Childless adult salamanders

salamander Another salamander lover arrived at Meadowcreek yesterday.  Since a local University ecology professor insisted, we have dedicated our new pond to salamanders.  Our Ozarks is home to some rare and endangered salamanders.

The Ozark hellbender has the best name and is also the ugliest.  It grows to two feet hellbenderlong and only lives in the clear mountain streams of the Ozarks.  Some call it the “snot otter” or “devil dog.”  These rare amphibians breathe almost entirely through their skin, making them a living barometer of water quality because of their sensitivity to silt and pollution,

Hellbenders have survived for ten million years, but only 1200 Ozark hellbenders are left.  Researchers recently have found only large mature hellbenders.  Juveniles have virtually disappeared.  The system isn’t redundant these days. The old hellbenders are surviving, but they aren’t reproducing.  Reminds us of a city filled with childless couples or a state filled with only 60-ish farmers.

You might call these mature adults resilient, but the system is not resilient unless they are reproducing themselves.  The system will disappear when they finish their lifespans.

Some folks don’t like the looks of hellbenders and kill them on sight.  They aren’t lucky enough to have the poisonous skin of their fellow salamander, the Eastern newts. People have died who didn’t wash their hands after touching them. The Eastern newt is also thriving because of the plasticity of its life cycle.  These newts have egg, larvae, eft and adult phases.  The egg, larvae and adult live in the water, but the eft (or teenagers) live on land.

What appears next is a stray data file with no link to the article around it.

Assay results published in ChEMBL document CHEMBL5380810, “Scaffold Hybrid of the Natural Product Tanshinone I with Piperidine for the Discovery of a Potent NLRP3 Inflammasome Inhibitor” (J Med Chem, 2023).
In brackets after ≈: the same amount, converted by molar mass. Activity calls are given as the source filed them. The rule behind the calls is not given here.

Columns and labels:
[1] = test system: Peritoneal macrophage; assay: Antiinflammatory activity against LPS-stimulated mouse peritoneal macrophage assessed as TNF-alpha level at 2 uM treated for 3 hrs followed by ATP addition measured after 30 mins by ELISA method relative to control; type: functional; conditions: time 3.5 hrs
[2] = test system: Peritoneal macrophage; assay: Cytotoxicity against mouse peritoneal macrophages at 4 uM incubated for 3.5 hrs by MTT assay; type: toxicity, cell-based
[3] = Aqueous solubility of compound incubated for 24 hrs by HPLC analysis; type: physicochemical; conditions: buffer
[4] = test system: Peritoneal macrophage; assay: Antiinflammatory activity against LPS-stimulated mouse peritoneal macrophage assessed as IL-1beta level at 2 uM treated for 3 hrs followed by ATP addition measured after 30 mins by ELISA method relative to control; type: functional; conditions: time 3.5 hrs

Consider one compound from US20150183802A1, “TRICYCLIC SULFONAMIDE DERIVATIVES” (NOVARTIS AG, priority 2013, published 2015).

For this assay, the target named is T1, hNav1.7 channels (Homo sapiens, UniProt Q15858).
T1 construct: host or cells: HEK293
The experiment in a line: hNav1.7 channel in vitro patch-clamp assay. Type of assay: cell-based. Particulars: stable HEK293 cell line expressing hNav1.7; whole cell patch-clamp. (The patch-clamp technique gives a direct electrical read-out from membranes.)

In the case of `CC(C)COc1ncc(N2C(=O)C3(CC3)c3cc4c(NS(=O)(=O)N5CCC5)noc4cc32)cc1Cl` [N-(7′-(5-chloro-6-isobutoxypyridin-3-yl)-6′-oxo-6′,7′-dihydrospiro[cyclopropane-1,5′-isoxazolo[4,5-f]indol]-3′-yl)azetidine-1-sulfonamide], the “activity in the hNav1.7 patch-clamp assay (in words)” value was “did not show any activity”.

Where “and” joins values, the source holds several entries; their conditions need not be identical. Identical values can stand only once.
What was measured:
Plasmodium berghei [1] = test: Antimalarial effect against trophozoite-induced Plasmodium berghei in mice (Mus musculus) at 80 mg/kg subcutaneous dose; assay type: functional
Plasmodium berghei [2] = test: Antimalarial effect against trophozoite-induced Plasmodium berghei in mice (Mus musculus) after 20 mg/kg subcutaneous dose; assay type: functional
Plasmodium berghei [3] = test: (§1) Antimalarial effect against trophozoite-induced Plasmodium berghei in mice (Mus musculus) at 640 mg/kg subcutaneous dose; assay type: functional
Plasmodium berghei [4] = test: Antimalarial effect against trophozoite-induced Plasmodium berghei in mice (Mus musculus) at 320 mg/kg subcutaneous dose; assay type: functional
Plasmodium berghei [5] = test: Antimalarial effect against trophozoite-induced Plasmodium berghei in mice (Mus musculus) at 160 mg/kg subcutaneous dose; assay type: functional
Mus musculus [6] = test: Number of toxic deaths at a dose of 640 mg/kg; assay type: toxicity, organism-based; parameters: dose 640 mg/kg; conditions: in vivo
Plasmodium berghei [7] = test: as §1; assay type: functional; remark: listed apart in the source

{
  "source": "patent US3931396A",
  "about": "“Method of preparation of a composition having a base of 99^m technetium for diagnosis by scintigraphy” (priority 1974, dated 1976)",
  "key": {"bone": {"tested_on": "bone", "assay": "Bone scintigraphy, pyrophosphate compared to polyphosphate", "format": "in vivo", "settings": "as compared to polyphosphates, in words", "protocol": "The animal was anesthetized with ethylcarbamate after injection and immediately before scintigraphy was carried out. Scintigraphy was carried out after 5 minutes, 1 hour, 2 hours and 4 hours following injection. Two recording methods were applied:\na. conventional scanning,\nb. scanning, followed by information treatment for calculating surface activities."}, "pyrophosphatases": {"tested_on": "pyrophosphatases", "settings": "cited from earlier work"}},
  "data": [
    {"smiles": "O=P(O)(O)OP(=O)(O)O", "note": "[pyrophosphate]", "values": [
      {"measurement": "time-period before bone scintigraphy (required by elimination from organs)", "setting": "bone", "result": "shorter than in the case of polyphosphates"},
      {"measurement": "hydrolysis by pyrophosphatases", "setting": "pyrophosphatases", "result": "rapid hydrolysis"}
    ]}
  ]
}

When drought occurs and water sources dry up the Eastern newt can go into the eft phase and search out new waters where it can turn into an adult and breed.  When water is abundant, larvae may skip the teenage eft phase and transition straight to adults.  Maybe humans need a similar mechanism to avoid the teenage years.  Though modern America seems to be lengthening it with more and more millenials staying single and living with their parents.

Nineteen salamanders are protected and monitored in Arkansas.  Many species are found in only single counties.   We’re doing our best to help endangered species survive at Meadowcreek.  Unfortunately, that means limiting some things that we really like to do, such as fishing.

Having a salamander pond means that you don’t have a fishing pond.  Fish will exterminate salamanders.  There is no balance of nature when it comes to fish and salamanders in a pond.  Fish, like most humans, don’t care whether salamanders are endangered.

Besides, we have a great fishing pond with plenty of mature, fighting pickerel and bass, so it’s no big hardship to set aside a pond for salamanders.  Who knows, we might be creating the habitat which will save an endangered species.

Embracing chaos and disruption to refine permaculture

Fires are raging in dozens of locations in nearly all Western states.  Governors rush tanker planes, helicopters and men to put out the fires.  And we nearly all agree its the right thing to do.  We must stop those wildfires.  We hate to see those forests go up in flames.  We like stability, protection of human property and human life, conservation of resources.